Date of Award
Master of Science (MS)
College of Education and Human Services
Nutrition and Food Studies
Thesis Sponsor/Dissertation Chair/Project Chair
Kombucha is a fermented tea created with the help of a symbiotic culture of yeast and bacteria. The presence of bacteria and yeast in the broth of kombucha, and not solely in the top-floating pellicle layer, permit fermentation and alcohol production to continue after the “mother” SCOB Y has been removed and after bottling has occurred for mass consumption. In the normal metabolic path of kombucha fermentation, the yeast breaks down the disaccharide sucrose into the monosaccharides glucose and fructose. However, the microbial composition of kombucha varies. This study included the microbial identification of a species of kombucha currently being marketed in the United States. Through isolation, gram staining, bacterial DNA extraction, PCR, and Agarose Gel Electrophoresis, the bacteria used in this study was identified as lactobacillus. Using traditional brewing preparation methods for kombucha, ideal brewing conditions were identified; samples of kombucha incubated in 26°C decreased in color during the initial 14-day fermentation and what was initially a slightly brown-colored liquid became more opaque and slightly yellow in color. Lastly, the effect of temperature on alcohol production was observed. When brewed in ideal conditions, 0.0% - 0.5% alcohol was produced within 6 weeks of bottling.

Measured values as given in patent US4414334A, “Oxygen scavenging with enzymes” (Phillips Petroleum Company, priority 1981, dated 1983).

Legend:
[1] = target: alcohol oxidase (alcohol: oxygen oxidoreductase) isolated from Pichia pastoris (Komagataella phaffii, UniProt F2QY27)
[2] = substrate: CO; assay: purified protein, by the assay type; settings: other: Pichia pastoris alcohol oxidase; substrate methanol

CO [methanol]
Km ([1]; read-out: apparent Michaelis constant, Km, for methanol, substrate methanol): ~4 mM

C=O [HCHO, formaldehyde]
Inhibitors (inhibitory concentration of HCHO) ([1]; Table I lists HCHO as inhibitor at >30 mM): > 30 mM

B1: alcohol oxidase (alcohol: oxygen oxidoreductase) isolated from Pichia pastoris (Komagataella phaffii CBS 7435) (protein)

Gallop, Erin-Leigh, "Kombucha : An Exploration of Microbial Composition, Brewing Conditions, and the Effect of Fermentation Time on the Rate of Alcohol Production" (2011). Theses, Dissertations and Culminating Projects. 852.